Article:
If you go here, you can download a copy of one of the most famous radio broadcasts ever made: Orson Welles 1938 adaptation of ‘War Of The Worlds’, a drama that caused mass panic and hysteria when it was broadcast. Here’s what happened:
“On the evening of Sunday, October 30, 1938 – a month after the Munich – Orson Welles of the Mercury Theatre gave, over the Columbia Broadcasting System, a scheduled radio dramatization of an old fantasy by H.G. Wells, The War of the Worlds. To make it vivid, he arranged it to simulate a current news broadcast. After an announcer had clearly explained the nature of the program, a voice gave a prosaic weather forecast; then another voice said that the program would be continued from a hotel, with dance music; shortly this music was interrupted by a “flash” to the effect that a professor at “Mount Jennings Observatory,” Chicago, reported seeing explosions at regular intervals on the planted Mars; then the listeners were “returned” in orthodox fashion “to the music of Ramon Raquello…a tune that never loses favor, the popular ‘Star Dust’”; then came an interview with an imaginary Princeton professor, with more information about disturbances on Mars – whereupon a series of further “news bulletins” described the arrival of Martians in huge metal cylinders which landed in New Jersey. The broadcast gathered speed, bulleting following bulletin. More Martians landed – an army of them, which quickly defeated the New Jersey State Militia. Presently the Martina attack was vividly described as being general all over the United States, with the population of New York evacuating the city and Martian heat-rays and flame-throwers and other diabolical devices causing terrific destruction, till all was laid to waste.”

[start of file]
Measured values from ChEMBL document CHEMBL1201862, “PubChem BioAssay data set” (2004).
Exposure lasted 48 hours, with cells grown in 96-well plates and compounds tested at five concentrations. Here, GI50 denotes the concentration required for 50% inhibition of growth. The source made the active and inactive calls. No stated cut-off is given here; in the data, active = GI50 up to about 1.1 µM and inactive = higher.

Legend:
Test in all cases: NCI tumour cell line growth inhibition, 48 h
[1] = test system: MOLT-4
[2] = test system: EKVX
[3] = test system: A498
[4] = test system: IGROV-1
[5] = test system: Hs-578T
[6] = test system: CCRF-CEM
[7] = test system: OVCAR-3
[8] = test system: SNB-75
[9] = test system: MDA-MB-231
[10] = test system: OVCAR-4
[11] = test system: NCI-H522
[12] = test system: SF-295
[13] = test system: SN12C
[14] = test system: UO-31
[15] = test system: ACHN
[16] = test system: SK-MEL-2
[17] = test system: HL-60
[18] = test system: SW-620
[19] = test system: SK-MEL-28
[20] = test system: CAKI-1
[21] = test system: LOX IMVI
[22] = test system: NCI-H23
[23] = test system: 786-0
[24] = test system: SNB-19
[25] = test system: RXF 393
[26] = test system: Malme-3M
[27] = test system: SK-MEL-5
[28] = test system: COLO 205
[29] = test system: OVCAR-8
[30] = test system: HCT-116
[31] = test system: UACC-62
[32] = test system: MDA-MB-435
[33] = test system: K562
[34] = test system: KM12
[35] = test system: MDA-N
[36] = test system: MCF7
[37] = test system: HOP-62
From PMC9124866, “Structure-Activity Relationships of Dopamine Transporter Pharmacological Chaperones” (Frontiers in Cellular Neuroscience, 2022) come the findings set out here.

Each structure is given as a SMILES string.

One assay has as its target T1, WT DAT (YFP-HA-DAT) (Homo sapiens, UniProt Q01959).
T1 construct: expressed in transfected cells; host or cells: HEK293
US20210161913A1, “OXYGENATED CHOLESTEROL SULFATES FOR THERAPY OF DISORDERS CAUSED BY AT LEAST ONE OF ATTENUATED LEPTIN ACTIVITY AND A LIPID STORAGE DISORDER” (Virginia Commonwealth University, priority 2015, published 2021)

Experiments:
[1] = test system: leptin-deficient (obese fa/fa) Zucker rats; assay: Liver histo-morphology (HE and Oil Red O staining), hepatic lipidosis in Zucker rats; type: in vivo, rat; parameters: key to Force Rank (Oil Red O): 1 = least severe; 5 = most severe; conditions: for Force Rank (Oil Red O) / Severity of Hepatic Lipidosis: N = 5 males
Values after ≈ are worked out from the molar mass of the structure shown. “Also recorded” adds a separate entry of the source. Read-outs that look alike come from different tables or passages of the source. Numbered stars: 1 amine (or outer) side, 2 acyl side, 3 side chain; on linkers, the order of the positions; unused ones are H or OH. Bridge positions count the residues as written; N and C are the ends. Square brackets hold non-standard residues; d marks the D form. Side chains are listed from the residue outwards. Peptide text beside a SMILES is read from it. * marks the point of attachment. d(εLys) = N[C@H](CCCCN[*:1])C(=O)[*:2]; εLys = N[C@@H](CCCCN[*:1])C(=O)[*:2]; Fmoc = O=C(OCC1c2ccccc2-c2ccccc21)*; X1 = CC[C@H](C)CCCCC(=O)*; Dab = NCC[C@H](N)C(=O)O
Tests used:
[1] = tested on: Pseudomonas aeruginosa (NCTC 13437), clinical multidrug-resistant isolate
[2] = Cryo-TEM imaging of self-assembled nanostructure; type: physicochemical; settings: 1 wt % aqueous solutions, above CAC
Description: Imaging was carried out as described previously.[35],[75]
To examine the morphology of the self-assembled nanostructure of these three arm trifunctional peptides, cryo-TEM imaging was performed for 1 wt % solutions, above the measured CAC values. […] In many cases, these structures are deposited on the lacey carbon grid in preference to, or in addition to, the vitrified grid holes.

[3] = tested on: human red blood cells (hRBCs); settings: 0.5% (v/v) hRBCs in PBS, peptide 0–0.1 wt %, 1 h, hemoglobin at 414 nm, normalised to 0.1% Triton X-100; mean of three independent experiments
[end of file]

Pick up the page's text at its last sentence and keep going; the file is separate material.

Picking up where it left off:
“All over the country, people called up newspapers or police in wild panic to find out what to do. (The New York Times alone receieved 875 calls; the Associated Press had to send out an explanatory bulletin to its member papers.”) In many communities terror-striken people rushed out of their houses and milled about in the streets, not quite sure whether they were being attacked by Martians or by Germans, but sure that destruction was on the way and they must flee somewhere. In Newark, New Jersey, several families convinced that a “gas attack” had begun, put wet clothes on their faces and tried to pack all their belongings in a car; the traffic was jammed for blocks around. A woman in Pittsburgh prepared to take poison, crying, ‘I’d rather die this way than that!” A woman in Indianapolis rushed into a church screaming, “New York destroyed; it’s the end of the world. You might as well go home to die. I just heard it on the radio,” and the church service came to a hurried end. When a church service in New Jersey was similarly interrupted, the congregation prayed for deliverance from catastrophe. A man in the Bronx section of New York saw “the smoke from the bombs” drifting over the city. In a town in the State of Washington the electric-light service was interrupted during the broadcast, convincing listeners that the terror was close at hand, and women fainted.”
So what happened there then? Which psychological concepts can help us explain the public’s response? Some kind of Freudian mass hysteria? Conformity? Deindividuation? Is it a child of it’s time? Would it happen today in our media-savvy age?